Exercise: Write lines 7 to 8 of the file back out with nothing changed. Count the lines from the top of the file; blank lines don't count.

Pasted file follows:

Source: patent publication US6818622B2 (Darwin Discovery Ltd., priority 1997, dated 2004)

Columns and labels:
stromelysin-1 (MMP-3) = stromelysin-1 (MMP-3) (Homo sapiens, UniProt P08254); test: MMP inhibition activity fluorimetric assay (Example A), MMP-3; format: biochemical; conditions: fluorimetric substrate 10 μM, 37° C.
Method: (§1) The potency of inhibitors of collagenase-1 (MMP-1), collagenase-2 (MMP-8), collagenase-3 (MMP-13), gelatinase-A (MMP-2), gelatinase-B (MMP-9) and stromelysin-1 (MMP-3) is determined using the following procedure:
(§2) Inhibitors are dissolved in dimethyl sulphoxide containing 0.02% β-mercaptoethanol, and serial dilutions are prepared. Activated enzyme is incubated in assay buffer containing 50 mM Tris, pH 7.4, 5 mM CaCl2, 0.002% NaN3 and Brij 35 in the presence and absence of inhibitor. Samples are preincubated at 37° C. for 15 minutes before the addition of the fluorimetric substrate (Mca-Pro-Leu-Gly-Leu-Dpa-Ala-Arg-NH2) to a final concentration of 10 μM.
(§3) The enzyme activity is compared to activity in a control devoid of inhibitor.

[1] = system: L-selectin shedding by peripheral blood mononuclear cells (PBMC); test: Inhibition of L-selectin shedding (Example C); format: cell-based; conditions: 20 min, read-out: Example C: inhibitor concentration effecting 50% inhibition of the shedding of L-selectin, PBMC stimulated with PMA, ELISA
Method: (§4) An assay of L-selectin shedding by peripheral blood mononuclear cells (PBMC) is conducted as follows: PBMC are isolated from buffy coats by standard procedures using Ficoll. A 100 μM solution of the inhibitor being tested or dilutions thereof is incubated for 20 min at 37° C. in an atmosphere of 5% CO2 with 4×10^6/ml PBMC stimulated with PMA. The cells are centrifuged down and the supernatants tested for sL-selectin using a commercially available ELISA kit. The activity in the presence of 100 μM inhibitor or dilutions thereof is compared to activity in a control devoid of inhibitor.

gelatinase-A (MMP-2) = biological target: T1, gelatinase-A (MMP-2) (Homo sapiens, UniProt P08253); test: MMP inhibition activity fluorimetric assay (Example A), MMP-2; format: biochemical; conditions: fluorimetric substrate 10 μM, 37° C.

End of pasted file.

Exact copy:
[1] = system: L-selectin shedding by peripheral blood mononuclear cells (PBMC); test: Inhibition of L-selectin shedding (Example C); format: cell-based; conditions: 20 min, read-out: Example C: inhibitor concentration effecting 50% inhibition of the shedding of L-selectin, PBMC stimulated with PMA, ELISA
Method: (§4) An assay of L-selectin shedding by peripheral blood mononuclear cells (PBMC) is conducted as follows: PBMC are isolated from buffy coats by standard procedures using Ficoll. A 100 μM solution of the inhibitor being tested or dilutions thereof is incubated for 20 min at 37° C. in an atmosphere of 5% CO2 with 4×10^6/ml PBMC stimulated with PMA. The cells are centrifuged down and the supernatants tested for sL-selectin using a commercially available ELISA kit. The activity in the presence of 100 μM inhibitor or dilutions thereof is compared to activity in a control devoid of inhibitor.